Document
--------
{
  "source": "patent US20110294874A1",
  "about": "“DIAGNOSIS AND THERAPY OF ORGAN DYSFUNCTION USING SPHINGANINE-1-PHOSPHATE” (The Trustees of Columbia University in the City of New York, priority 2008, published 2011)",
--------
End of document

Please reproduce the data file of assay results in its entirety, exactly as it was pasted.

{
  "source": "patent US20110294874A1",
  "about": "“DIAGNOSIS AND THERAPY OF ORGAN DYSFUNCTION USING SPHINGANINE-1-PHOSPHATE” (The Trustees of Columbia University in the City of New York, priority 2008, published 2011)",